Physiology: Autonomic nervous system

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Physiology: Autonomic nervous system
2013-10-16 21:56:30
Lecture 10

L: 10 Autonomic nervous system
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  1. Differences between autonomic and somatic nervous system
    • Somatic
    • One Neuron connects directly to effector
    • Connects only to muscles
    • Only excitatory effects
    • One transmitter
    • Autonomic
    • Two neurons connect to effector
    • Can be a muscle or a gland
    • Can release directly into blood stream (e.g. adrenal medulla)
    • Both inhibitory and excitatory effects (e.g. heart rate)
    • Two neurotransmitters
  2. Overview of ANS - Two Neuron Transmission
    From central nervous system on the preganglionic fiber, to the autonomic ganglion. The preganglionic neurotransmitter is released, and receptors recieve it and sends another AP down the postganglionic fiber; then the varicosity sends out multiple messages, through the postganglionic neurotransmitter to the effector organ
  3. "Fight or flight"
    • Sympathetic system:
    • Pupil dilation
    • Bronchodilation
    • Increased HR and BP
    • Vasoconstriction: GI, skin, brain, periphery
    • Vasodilation: Heart, skeletal muscle, lungs
    • Goosebumps
    • Sweating
  4. Rest and Digest
    • Parasympathetic:
    • Digestion: enzymes, peristalsis
    • Bronchoconstriction
    • Vasodilation in periphery
    • Urination and defecation
    • Salivation
    • Contraction of pupil and lens
    • Resting HR and BP
    • Sexual Arousal
  5. Muscarinic (acetycholine receptors)
    • Inhibitory and excitatory, depending on receptor subtype (M1-5)
    • Target tissue (e.g. Bronchoconstriction (M3), decreased Heart rate (M2)
  6. Nicotinic (Acetylcholine receptors)
    • Excitatory, Fast
    • Postganglionic (sympathetic + parasympathetic)
  7. Norepinephrine receptors
    • Alpha: excitatory (except gut); target effectors
    • Beta 1: inhibitory; target effectors
    • Beta 2: Inhibitory; target effectors
  8. Sympathetic Nervous System
    Spinal cord, to the sympathetic preganglionic fiber.  One goes to the sympathetic postganglionic fiber, which goes to alpha receptors, and beta 1 receptors target organs. Or it can go to the adrenal medulla, which then goes into the blood alpha, beta 1 or beta 2 receptors in the target organs...
  9. Effects of parasympathetic versus sympathetic
    • Parasympathetic:
    • Exocrine gland secretions
    • GI smooth muscle contractions
    • Heart rate
    • Sympathetic: (Muscarinic)
    • Sweating
    • Dilate skeletal muscle blood vessels
    • Sympathetic: (alpha and beta)
    • Splenic contraction
    • Force of cardiac muscle contractions
    • Contraction of GI smooth muscle
    • Constrict peripheral bloodvessels
    • Dilate bronchial airways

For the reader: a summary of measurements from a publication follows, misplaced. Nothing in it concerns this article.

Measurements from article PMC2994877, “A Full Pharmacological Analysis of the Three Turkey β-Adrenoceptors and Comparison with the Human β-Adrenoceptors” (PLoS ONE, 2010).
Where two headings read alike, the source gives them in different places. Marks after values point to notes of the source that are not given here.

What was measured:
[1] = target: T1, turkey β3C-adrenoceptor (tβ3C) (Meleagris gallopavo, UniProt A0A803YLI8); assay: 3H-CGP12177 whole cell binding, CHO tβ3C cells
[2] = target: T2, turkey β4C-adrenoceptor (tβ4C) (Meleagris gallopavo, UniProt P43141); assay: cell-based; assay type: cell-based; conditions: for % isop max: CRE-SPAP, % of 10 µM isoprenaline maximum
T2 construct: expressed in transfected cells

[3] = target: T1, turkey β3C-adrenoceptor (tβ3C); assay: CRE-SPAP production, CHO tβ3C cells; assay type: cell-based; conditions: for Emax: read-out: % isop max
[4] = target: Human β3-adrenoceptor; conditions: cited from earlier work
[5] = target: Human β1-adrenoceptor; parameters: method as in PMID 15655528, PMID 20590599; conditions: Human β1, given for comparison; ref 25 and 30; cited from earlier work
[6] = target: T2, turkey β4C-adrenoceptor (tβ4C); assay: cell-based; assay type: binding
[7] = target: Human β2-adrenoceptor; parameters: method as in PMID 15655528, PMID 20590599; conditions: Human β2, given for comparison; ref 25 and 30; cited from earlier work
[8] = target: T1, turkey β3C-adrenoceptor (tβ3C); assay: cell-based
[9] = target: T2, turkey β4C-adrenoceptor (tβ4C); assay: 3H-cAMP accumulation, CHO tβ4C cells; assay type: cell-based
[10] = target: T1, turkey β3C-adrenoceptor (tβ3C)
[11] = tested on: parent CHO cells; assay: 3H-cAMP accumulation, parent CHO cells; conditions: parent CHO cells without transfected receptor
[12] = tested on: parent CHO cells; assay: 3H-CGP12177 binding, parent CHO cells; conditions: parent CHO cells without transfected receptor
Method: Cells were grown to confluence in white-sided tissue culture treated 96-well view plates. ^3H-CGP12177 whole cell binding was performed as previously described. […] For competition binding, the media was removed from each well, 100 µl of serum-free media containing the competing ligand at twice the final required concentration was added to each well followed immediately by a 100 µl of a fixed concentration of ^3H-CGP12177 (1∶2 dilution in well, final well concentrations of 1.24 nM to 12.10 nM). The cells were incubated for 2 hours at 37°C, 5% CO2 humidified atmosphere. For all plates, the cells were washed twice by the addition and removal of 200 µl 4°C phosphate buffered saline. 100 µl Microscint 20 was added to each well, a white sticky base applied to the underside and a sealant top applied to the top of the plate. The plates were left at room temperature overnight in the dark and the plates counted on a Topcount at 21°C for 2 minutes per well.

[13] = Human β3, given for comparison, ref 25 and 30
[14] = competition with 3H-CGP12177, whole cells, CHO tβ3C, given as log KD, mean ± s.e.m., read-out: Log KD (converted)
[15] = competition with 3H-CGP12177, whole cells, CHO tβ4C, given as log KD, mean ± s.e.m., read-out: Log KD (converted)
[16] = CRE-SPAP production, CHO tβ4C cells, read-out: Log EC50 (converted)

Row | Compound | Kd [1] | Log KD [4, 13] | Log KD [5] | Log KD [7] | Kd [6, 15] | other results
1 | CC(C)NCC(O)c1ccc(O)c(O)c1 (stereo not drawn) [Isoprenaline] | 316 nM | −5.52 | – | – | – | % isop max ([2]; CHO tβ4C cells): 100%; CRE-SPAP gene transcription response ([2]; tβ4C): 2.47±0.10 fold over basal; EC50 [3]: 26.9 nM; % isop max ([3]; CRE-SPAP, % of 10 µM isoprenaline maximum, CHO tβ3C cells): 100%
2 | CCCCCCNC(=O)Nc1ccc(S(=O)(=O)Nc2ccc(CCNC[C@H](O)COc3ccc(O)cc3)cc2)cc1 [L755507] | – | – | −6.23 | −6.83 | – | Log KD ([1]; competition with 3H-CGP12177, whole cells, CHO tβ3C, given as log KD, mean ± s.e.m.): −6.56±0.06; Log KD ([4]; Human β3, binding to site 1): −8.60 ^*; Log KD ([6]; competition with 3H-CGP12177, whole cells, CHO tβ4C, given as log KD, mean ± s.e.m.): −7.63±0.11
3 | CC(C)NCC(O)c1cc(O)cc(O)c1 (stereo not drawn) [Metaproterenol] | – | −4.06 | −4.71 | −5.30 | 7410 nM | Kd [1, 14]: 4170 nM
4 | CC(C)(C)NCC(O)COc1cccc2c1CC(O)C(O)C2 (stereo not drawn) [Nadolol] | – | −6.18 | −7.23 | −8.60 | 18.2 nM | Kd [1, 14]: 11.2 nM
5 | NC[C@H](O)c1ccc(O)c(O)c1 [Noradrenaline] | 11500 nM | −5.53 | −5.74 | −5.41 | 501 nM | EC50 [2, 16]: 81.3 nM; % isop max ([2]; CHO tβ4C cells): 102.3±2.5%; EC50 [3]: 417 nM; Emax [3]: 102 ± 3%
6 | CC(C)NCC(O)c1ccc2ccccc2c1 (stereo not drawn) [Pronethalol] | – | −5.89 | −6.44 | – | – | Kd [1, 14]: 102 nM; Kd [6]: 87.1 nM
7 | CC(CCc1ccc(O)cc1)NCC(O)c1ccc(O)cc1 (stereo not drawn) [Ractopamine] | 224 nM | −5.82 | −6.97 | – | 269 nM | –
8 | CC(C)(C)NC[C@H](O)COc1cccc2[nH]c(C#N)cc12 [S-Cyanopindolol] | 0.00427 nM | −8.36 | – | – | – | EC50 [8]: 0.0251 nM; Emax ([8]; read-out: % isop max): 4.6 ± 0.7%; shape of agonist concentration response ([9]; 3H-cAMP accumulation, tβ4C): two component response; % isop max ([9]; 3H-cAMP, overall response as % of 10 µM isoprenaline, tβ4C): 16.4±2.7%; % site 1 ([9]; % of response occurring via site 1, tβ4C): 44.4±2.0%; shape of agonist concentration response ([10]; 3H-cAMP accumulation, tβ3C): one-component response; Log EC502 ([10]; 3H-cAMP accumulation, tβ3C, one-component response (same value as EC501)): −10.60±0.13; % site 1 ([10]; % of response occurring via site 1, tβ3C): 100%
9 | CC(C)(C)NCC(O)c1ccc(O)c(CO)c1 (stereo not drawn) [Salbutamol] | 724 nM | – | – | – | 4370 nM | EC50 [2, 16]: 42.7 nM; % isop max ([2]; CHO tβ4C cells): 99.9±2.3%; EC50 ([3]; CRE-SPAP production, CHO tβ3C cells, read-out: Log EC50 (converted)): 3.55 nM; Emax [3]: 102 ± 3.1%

10. Control of autonomic function
    Control of the autonomic nervous system is complex and is accomplished by multiple centers in the brain
  11. Enteric Nervous System
    • Generally functions independently of the sympathetic and parasympathetic but can be influenced by them
    • Contains many neurotransmitters such as 5-HT, substance VIP. Explains why many drugs prescribed for neurological issues have GI side effects
    • Has greater number of neurons than spinal cord.
    • Functions: motility, secretions, fluid regulation, GI blood flow
  12. Organization of Enteric System
    • Serosa: Double membrane lining closed cavities
    • Longitudinal Muscle: Smooth muscle
    • Mycenteric Plexus: Neural controls motility and peristalsis
    • Circular muscle: Smooth muscle
    • Submucosal Plexus: Neural; control ion and water transport
    • Submucosal
    • Mucosal
    • Lumen
  13. The brain in your gut
    The gut's brain, known as the enteric nervous system, is located in sheaths of tissue lining the esophagus, stomach, small intestine and colon
  14. Submucosal plexus
    Layer contains sensory cells that communicate with the myenteric plexus and motor fibers that stimulate the secretion of fluids into the lumen
  15. Myenteric plexus
    Layer contains the neurons responsible for regulating the enzyme output of adjacent organs
  16. Lumen
    No nerves actually enter this area, where digestion occurs.  The brains in the head and gut have to monitor conditions in the lumen across the lining of the bowel.
  17. Messentery
    Attaches the bowel to the body wall and contains major arteries, veins, lymphatic and external nerves.
  18. PNS and SNS control of ENS
    • The PNS generally is stimulatory, increases secretions, motility, and blood flow (rest and digest)
    • The SNS is inhibitory to the ENS reducing secretions and decreasing motility and blood flow.